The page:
This Is Why The 2016 Elections Will Be Different Than All The Previous Ones

Congratulations! An average American’s general knowledge has increased.

general knowledge

Yes, Americans know more than they did before and it’s a good omen for the next elections. According to a recent PEW survey, an average American’s general knowledge has increased.

That is a great leap of progress for Americans generally taken to be ignorant of anything that does not directly affect them.

In 1994 an eight-nation survey found that people of Mexico, Spain, Italy, Canada, Germany, Britain and France were more knowledgeable than Americans in foreign affairs.

In 2006, Washington Post wrote, “In this age of polling, hardly a day goes by without some new report about the state of American public opinion. But pollsters rarely acknowledge the well-documented finding in political science that citizens know little about current events in general and even less about overseas events.”

They attributed it to, “entertainment-centered forms of reporting, making it more difficult for lazy citizens to encounter substantive political information” as well as “heavily ‘domesticated’ news programming.”

In 2007 the PEW Research Center did a survey and here’s what they had to report:

“On average, today’s citizens are about as able to name their leaders, and are about as aware of major news events, as was the public nearly 20 years ago. The new survey includes nine questions that are either identical or roughly comparable to questions asked in the late 1980s and early 1990s. In 2007, somewhat fewer were able to name their governor, the vice president, and the president of Russia, but more respondents than in the earlier era gave correct answers to questions pertaining to national politics.”

A survey conducted a year later yielded just as despondent results. “About 1 in 4 Americans can name more than one of the five freedoms guaranteed by the First Amendment (freedom of speech, religion, press, assembly and petition for redress of grievances.) But more than half of Americans can name at least two members of the fictional cartoon family,” it reported.


Fast forward to 2014 and things are looking much brighter.

Here’s what the recent PEW survey yields, “… A large majority (73%) is able to correctly identify the federal minimum wage of $7.25 an hour (from a list of other amounts ranging from $5.25 to $12.50).

“In addition, amid ongoing U.S.-led airstrikes against Islamic militants in the Middle East, 67% can identify Syria as one of the countries in which the militant group known as ISIS currently controls territory (from a list that included Pakistan, Kuwait and Egypt). And 60% know that Ukraine was once part of the Soviet Union; the other choices were Czechoslovakia, Yugoslavia and Scandinavia.”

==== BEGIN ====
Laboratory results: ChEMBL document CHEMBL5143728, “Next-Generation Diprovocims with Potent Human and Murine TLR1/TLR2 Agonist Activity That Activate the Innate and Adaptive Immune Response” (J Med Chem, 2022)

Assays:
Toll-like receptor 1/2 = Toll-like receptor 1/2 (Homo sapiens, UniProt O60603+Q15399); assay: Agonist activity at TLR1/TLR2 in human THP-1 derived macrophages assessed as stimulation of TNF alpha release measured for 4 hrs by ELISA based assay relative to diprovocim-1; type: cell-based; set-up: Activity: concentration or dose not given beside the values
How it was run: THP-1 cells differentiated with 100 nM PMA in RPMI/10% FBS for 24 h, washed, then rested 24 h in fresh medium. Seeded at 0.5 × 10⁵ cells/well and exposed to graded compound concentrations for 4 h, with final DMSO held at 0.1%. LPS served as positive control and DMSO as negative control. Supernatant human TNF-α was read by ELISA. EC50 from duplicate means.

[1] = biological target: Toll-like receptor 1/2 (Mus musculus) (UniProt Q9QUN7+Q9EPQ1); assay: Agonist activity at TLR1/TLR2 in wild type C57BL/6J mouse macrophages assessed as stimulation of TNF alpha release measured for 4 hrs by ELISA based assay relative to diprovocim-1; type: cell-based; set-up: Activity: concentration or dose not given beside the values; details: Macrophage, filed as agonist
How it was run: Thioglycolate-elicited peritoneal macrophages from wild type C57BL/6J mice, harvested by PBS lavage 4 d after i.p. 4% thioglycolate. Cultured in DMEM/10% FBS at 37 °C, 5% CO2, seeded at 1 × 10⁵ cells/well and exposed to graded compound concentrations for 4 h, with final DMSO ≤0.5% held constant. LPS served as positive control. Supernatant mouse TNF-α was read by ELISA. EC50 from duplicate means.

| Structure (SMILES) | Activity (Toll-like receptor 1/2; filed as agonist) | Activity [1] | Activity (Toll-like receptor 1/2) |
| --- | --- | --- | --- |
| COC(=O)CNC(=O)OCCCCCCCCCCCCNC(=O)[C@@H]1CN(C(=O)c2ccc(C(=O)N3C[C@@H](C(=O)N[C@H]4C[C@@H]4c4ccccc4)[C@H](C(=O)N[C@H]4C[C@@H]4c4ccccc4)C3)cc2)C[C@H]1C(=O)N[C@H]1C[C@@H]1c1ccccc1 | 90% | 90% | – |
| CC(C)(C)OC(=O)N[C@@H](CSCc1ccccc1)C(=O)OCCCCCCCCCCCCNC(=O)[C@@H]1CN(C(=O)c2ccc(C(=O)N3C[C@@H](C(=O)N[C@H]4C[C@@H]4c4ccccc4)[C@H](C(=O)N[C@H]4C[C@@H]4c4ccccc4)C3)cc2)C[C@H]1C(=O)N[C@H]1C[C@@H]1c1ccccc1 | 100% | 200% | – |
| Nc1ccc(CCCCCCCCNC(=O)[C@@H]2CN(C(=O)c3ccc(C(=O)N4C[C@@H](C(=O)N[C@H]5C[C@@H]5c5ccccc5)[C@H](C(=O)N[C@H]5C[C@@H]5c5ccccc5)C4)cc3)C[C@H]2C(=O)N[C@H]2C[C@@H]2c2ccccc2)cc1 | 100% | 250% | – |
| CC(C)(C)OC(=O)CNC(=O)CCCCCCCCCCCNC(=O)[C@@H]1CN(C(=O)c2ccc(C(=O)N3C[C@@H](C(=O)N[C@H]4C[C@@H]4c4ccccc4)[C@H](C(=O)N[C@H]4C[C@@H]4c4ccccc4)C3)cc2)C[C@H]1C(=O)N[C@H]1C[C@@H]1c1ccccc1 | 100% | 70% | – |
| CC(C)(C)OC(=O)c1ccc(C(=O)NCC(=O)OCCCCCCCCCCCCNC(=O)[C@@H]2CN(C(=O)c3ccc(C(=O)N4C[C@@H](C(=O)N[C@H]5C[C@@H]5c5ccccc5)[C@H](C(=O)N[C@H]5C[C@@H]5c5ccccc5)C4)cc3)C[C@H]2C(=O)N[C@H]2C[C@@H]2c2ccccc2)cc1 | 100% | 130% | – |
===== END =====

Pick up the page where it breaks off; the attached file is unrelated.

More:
Impressive right?

Perhaps it’s the globalization and direct impact of things like terrorism and deadly diseases from far off lands that have made people more aware. Or maybe all that time spent browsing on social media isn’t all that wasted?

If we take in to account author and public speaker Francis Tapon’s defense of the curse of American ignorance, the effect of impact and exposure is validated.

He says, “Europeans know what’s going on America not because they’re more worldly and sophisticated, but because America has a lot of influence in their affairs. America knows little about individual European countries because not one European country has much impact on America (except for perhaps Britain or Russia). Most Europeans don’t know much more than Americans about what’s happening in Uruguay, New Zealand, and Namibia because those countries are both far and insignificant to them. And those countries don’t give a shit about all the tiny European countries either.”

For nationals matters like unemployment, however, the issue has become too much of a concern for an average American for them to remain ignorant about it.

Whatever the case may be, the fact is that the 2016 elections will have more informed voters than ever before.


In 2010 fewer than half of respondents of a survey even knew which political party held the majority of seats in the House of Representatives. There is hope that such will not be the case in the next elections.

An informed electorate is not only necessary for good democratic governance but for the voters as well.

After all, as Thomas Jefferson wisely said, “If a nation expects to be ignorant and free, in a state of civilization, it expects what never was and never will be.”

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